The emergence of macular IGH-like lesions is a reversible and rare adverse effect following photochemotherapy in vitiligo patients.
Phototherapy is a safe and effective treatment for stable vitiligo in the pediatric population. A rare side effect of phototherapy is the formation of small and well-defined depigmented macules, specifically in skin regions with exposure to ultraviolet radiation. These macules are termed idiopathic guttate hypomelanosis (IGH)-like lesions, leucoderma punctatum, and confetti-like hypopigmentation. The scientific literature regarding these macules is limited to case reports and case series.
This study, published in the Journal of Dermatology, Venereology, and Leprology, recruited five children diagnosed with stable vitiligo. The children received photochemotherapy comprising topical psoralen followed by sun exposure (PUVAsol) for a variable duration. The investigators observed multiple, small, and well-defined depigmented macules of 1–5 mm size within and in the surrounding regions of vitiliginous skin. The macules were restricted to skin areas with exposure to photochemotherapy. The development of macules was observed after a few months of starting the PUVAsol therapy. The quantity of macules increased with the continuation of photochemotherapy. However, the investigator observed the re-pigmentation of vitiligo lesions of a mild to moderate degree.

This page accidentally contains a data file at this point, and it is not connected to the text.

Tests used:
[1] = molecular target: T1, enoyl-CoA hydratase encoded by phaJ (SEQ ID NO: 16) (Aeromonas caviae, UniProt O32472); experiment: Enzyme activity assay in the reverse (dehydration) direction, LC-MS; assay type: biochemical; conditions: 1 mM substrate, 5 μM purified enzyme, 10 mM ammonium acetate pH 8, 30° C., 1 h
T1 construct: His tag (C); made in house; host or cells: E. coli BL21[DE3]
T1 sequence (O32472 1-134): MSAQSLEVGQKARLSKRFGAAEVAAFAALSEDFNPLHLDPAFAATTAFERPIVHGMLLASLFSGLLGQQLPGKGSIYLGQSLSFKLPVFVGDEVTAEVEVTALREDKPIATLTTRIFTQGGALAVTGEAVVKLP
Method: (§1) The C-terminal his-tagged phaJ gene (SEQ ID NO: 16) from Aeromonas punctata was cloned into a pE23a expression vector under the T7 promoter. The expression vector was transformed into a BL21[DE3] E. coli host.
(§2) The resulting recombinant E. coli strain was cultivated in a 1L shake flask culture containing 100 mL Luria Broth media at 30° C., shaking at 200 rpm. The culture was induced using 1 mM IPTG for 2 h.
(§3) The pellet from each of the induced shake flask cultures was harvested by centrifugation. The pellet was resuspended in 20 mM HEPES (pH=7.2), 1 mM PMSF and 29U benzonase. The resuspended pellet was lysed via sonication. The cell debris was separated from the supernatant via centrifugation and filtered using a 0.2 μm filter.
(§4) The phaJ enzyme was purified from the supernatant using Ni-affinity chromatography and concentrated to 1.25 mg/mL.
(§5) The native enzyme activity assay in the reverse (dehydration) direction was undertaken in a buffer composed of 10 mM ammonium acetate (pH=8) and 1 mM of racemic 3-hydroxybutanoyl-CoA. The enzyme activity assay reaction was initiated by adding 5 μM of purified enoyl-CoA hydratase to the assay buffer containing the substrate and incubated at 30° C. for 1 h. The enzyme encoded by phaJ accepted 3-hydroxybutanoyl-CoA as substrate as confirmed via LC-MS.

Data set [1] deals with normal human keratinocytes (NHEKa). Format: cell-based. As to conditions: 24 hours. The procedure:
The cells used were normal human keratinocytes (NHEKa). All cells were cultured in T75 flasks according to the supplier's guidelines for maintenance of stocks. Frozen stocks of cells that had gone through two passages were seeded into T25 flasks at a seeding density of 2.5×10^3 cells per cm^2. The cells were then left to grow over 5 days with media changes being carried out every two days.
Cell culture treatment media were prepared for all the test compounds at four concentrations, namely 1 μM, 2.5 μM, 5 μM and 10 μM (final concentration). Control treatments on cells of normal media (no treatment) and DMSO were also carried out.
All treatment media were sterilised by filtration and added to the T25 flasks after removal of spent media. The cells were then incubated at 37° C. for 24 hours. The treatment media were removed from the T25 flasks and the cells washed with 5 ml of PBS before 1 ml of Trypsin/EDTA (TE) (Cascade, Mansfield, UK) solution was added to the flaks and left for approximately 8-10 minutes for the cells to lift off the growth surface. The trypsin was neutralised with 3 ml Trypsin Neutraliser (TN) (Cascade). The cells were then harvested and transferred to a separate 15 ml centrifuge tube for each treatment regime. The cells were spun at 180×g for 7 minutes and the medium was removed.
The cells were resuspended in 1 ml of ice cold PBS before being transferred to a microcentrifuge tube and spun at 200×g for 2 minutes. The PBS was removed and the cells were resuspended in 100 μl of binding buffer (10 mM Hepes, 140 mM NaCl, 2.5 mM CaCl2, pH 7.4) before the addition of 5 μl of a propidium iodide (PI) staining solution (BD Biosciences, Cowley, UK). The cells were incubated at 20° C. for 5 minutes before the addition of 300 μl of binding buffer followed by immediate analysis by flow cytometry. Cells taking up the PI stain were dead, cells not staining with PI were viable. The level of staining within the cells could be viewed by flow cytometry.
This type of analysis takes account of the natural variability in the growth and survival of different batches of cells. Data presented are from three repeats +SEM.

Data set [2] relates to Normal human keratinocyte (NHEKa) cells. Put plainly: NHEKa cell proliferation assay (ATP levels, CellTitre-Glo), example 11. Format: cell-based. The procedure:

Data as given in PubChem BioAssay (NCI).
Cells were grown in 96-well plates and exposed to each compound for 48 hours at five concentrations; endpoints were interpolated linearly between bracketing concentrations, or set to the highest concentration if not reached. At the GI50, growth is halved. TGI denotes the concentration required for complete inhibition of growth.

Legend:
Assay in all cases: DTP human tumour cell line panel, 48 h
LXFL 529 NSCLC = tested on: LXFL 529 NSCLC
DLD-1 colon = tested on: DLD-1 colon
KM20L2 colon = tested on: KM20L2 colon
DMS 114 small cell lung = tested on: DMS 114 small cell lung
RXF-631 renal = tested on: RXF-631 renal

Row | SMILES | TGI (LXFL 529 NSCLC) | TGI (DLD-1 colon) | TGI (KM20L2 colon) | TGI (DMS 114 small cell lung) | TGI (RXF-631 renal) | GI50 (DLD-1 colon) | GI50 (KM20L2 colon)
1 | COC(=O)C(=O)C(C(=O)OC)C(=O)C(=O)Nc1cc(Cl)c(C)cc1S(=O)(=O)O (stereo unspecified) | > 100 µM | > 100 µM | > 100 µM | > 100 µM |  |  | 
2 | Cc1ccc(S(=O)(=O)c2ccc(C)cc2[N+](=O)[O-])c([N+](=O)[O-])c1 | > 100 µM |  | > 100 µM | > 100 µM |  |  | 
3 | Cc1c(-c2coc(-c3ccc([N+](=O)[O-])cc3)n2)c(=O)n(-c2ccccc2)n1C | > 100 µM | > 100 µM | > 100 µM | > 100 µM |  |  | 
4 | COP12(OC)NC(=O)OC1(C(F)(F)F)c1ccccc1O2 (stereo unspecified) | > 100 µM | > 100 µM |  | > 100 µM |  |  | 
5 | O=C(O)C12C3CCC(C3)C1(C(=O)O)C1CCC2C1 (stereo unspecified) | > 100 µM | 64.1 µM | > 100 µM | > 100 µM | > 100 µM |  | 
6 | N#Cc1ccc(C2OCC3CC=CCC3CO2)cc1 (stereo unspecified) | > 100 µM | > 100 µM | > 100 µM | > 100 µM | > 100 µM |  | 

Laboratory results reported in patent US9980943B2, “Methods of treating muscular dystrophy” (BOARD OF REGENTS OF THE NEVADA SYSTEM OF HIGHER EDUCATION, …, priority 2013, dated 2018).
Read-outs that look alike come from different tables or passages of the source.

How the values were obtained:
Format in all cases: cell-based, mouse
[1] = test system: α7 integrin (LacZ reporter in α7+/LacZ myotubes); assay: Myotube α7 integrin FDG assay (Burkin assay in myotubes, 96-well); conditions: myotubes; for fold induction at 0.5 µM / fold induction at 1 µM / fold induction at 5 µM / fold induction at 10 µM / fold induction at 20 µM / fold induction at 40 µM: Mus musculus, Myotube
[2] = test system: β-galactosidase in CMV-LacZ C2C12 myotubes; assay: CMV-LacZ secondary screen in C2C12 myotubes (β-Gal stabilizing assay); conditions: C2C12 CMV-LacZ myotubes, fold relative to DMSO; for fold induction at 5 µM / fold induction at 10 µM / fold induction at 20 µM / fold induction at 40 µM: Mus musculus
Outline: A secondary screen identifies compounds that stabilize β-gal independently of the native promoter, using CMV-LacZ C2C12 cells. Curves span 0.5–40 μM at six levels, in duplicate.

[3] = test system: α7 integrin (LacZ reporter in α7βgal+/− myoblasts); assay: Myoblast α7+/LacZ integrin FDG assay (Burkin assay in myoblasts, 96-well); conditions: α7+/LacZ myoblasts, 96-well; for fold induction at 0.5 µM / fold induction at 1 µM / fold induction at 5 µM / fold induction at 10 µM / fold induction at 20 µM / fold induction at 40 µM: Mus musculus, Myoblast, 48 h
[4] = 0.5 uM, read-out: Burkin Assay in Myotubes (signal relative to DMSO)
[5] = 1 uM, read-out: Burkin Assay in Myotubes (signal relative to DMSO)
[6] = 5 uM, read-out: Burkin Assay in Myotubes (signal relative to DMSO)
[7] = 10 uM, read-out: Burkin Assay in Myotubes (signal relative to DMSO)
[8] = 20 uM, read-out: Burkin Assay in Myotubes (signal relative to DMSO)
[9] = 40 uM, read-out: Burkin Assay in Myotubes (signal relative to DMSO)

In contrast to larger and chalky white lesions of vitiligo, the depigmented macules are smaller and have a brighter white hue. While studying the macules using dermoscopy, the investigator observed a cloudy appearance, a lack of a pigmentary network, and the presence of numerous convex outpouchings. The biopsy findings of these macules from a single patient include hyperkeratosis, mild papillomatosis, the near absence of pigmentation in the basal layer, and the flattening of the rete ridges of the macules.
A prominent and abrupt transition was observed between non-pigmented and pigmented basal layers. The study findings also suggested a proportional increase in the density of macules upon exposure to the increasing density of phototherapy. Based on the characteristic features, the authors suggest the lesions to be IGH instead of being IGH-like macules, owing to similar histological findings. The appearance of the lesions is not limited to children and psoralen-induced photochemotherapy. During the follow-up period of 1–3 months, there were no changes in the extent of re-pigmentation, vitiligo patches, or IGH-like macules.
In summary, healthcare providers should be aware of lesions and resultant dyschromia in phototherapy. Phototherapy should be discontinued in cases of worsening vitiligo lesions. This study warrants the further investigation of lesions, a longer duration follow-up period, and a thorough histopathological investigation of lesions in all study subjects.
Mehta, N., Yadav, D., & Bhari, N. (2022). Idiopathic guttate hypomelanosis-like macules co-localizing to sites of topical photochemotherapy for vitiligo in children: Clinical and dermoscopic findings. Indian Journal of Dermatology, Venereology and Leprology, 1-3. https://doi.org/10.25259/ijdvl_273_2022